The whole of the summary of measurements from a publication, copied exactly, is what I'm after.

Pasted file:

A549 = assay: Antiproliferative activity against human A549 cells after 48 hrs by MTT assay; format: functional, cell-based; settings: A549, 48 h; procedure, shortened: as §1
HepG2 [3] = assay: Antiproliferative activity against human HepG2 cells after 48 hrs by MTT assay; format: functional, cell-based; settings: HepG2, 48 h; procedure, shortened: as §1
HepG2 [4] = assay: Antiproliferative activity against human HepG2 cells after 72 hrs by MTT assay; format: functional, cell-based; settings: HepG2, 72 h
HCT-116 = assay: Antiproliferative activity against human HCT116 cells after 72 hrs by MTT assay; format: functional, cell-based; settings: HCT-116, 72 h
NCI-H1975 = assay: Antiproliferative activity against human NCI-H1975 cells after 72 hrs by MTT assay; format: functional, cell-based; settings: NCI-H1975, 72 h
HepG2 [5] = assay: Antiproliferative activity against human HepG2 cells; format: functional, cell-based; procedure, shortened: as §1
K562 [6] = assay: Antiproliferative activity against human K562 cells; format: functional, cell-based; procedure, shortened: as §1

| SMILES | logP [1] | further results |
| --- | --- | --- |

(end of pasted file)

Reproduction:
A549 = assay: Antiproliferative activity against human A549 cells after 48 hrs by MTT assay; format: functional, cell-based; settings: A549, 48 h; procedure, shortened: as §1
HepG2 [3] = assay: Antiproliferative activity against human HepG2 cells after 48 hrs by MTT assay; format: functional, cell-based; settings: HepG2, 48 h; procedure, shortened: as §1
HepG2 [4] = assay: Antiproliferative activity against human HepG2 cells after 72 hrs by MTT assay; format: functional, cell-based; settings: HepG2, 72 h
HCT-116 = assay: Antiproliferative activity against human HCT116 cells after 72 hrs by MTT assay; format: functional, cell-based; settings: HCT-116, 72 h
NCI-H1975 = assay: Antiproliferative activity against human NCI-H1975 cells after 72 hrs by MTT assay; format: functional, cell-based; settings: NCI-H1975, 72 h
HepG2 [5] = assay: Antiproliferative activity against human HepG2 cells; format: functional, cell-based; procedure, shortened: as §1
K562 [6] = assay: Antiproliferative activity against human K562 cells; format: functional, cell-based; procedure, shortened: as §1

| SMILES | logP [1] | further results |
| --- | --- | --- |